This is particularly apposite as elsewhere on social media a 30-second video of Free State University student Eckhard Binding picking up litter strewn over campus by protesting Economic Freedom Fighters, only to have the redshirt fascists deliberately toss the rubbish out again, was going viral, provoking outrage, even, it is claimed, among “moderate” EFF members.

The video struck a particularly raw nerve with many South Africans, according to one commentator, as it typified “the intersection of creation and destruction, humility and impudence, in a nation divided, at least within populist rhetoric”. 

Which is another way of saying this was just repulsive behaviour, not so much a case of EFF activism as atavism.

“This wasn’t a fun situation,” Binding was later quoted as saying, “but it was necessary to deal with it. I have to say that I noticed how scared people are to take initiative and get involved because it’s easier to brush it off … like it’s not your problem.”

Julius Malema didn’t seem to think it was Binding’s problem in the first place. “There’s no formula to peaceful protest,” the commander tweeted in response to those who criticised the EFF’s “inhuman” attitude towards Binding, “the question should be, was it a peaceful protest, and if the answer is yes, we move on. We can’t allow the elite to dictate the form and content of the picket lines.”

If the answer is yes, the EFF moves on. Presumably to find the eNCA’s Karima Brown and once more threaten her with rape. 

There is, in this, a lesson of sorts for young Daisy: namely, that when it comes to choosing a career path, it is perhaps better to opt for science or even teaching, as journalism’s getting to be a rather ugly business, especially for girls.

The EFF, of course, don’t regard Brown as a journalist but rather, as the fascists’ shouty little spokesman Mbuyiseni Ndlozi put it, an “openly admitted ANC operative”.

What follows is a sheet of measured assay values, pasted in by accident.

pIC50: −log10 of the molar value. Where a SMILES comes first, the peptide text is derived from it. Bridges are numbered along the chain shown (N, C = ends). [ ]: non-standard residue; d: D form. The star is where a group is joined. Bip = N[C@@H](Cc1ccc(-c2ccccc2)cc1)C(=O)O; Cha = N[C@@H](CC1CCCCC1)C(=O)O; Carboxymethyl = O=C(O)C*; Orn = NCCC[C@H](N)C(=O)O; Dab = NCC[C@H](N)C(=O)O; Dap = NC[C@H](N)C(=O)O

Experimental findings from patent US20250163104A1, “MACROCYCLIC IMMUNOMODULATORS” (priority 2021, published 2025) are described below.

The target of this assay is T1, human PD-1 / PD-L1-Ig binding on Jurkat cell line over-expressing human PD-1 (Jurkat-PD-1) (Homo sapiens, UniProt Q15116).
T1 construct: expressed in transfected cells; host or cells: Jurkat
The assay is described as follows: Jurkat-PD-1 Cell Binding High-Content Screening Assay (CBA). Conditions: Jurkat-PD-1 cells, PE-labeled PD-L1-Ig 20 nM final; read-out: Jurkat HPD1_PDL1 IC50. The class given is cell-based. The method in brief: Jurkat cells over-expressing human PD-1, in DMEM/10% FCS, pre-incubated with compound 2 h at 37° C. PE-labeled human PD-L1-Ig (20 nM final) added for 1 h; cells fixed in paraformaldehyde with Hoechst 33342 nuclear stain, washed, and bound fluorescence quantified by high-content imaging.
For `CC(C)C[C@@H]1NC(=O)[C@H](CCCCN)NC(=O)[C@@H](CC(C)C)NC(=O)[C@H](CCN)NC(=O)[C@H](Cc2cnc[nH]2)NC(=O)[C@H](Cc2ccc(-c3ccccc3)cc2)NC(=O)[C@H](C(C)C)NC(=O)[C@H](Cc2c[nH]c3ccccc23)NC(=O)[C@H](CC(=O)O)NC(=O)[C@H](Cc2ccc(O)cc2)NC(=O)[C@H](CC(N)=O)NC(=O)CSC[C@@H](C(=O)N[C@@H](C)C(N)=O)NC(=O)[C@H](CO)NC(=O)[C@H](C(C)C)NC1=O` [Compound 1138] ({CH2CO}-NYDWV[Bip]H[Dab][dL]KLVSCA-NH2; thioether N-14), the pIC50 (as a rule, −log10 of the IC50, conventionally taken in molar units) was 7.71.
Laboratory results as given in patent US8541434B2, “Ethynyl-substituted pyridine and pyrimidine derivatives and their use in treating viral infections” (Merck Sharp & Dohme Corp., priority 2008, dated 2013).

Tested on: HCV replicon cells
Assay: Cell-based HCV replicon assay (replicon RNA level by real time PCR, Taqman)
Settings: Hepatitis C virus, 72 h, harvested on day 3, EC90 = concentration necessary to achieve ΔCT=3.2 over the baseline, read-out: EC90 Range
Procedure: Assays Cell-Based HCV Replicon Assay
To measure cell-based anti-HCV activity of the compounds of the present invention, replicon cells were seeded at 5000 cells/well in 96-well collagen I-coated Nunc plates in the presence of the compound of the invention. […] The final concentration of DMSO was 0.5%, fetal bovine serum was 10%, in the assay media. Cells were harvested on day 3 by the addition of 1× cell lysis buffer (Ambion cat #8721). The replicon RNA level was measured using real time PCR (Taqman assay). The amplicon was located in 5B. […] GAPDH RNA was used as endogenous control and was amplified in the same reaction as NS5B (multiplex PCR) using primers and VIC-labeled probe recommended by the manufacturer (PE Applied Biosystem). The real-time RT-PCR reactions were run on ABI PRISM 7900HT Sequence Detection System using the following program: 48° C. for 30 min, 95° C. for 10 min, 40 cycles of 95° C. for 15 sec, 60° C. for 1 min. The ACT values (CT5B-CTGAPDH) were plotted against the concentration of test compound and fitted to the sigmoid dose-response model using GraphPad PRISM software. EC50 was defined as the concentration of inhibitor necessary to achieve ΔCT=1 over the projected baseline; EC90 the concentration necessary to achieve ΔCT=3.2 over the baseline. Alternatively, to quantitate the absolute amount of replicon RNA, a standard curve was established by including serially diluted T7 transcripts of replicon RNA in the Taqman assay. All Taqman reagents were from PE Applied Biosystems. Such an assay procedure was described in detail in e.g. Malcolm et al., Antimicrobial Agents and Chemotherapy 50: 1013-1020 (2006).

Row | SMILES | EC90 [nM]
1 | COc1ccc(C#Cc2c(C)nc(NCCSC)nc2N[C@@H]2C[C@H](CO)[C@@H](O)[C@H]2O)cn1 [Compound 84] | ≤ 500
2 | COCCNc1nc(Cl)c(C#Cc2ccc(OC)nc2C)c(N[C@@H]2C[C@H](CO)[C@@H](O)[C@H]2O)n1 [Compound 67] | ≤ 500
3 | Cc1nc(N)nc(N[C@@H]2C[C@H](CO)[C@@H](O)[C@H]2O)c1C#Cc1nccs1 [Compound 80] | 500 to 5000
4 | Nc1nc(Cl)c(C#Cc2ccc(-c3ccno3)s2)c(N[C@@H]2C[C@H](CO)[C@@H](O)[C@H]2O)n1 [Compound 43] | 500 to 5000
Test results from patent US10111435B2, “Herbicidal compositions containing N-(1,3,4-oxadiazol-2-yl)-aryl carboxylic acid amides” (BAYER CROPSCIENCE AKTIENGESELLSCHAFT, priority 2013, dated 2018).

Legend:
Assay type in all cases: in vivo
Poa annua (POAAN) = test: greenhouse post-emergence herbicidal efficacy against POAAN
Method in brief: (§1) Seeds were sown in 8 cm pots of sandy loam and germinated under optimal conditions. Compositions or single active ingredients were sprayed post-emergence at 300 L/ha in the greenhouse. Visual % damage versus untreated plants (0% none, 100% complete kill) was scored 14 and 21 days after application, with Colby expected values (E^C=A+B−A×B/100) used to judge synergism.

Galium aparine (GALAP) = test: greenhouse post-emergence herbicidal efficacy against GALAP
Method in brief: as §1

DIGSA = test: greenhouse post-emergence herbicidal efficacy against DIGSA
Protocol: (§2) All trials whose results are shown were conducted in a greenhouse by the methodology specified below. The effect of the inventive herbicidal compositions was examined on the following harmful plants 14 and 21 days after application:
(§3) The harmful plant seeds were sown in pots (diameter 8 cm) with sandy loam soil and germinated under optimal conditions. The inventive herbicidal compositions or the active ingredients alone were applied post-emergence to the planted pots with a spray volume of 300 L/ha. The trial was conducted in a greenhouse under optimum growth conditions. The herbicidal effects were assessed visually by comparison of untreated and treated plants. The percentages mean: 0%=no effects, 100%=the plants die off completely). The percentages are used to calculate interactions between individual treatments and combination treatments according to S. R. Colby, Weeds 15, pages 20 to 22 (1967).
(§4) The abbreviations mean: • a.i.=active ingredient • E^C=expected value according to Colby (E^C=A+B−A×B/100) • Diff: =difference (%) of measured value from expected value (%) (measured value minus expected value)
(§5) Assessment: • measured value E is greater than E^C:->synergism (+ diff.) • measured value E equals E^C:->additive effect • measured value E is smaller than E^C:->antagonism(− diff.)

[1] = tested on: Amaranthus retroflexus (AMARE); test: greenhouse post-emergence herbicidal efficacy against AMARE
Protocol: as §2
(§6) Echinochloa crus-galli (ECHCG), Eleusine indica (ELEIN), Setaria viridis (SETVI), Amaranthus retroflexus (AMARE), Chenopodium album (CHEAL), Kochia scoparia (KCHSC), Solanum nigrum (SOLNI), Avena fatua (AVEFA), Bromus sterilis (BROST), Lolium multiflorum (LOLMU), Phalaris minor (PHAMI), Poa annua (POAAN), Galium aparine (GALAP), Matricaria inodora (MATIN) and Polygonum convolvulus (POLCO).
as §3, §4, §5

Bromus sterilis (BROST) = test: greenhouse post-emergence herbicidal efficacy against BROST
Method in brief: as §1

After Malema posted Brown’s contact details online, she was subjected to a stream of racist abuse and hatred. “We are not playing here,” one EFF supporter warned her. “We are dealing with racists… step aside or we will crush your prolapsed vagina.” Another called her an “Indian whore”. 

But to get back to Daisy’s questions, these are the answers she may have been wanting from Ramaphosa.

Yes, the President is kind to children. Especially his own children. He has, for example, generously remained rather tightlipped about the value of his son Andile’s Bosasa contract. This, even, in the face of a bothersome inquiry in the National Assembly.

How hard is it to rule the world?

Not very hard — provided you’re China. The enormous difficulty, however, in this part of the world is that the lights go out a lot and not only do you not know what is happening, but you also cannot see it happening. At such times you must keep your back to the wall and be very still. Because that is when your enemies come for you.

As for votes, well, you need as much as it takes. Certainly more than half. Which is about 2 500. This is at the party’s elective conferences. And that should be enough to hold sway over the rest of the country.

Lastly, where does the President live?

In a state of some anxiety, one would think. Otherwise blind panic or naive optimism. Anywhere but reality, it would appear.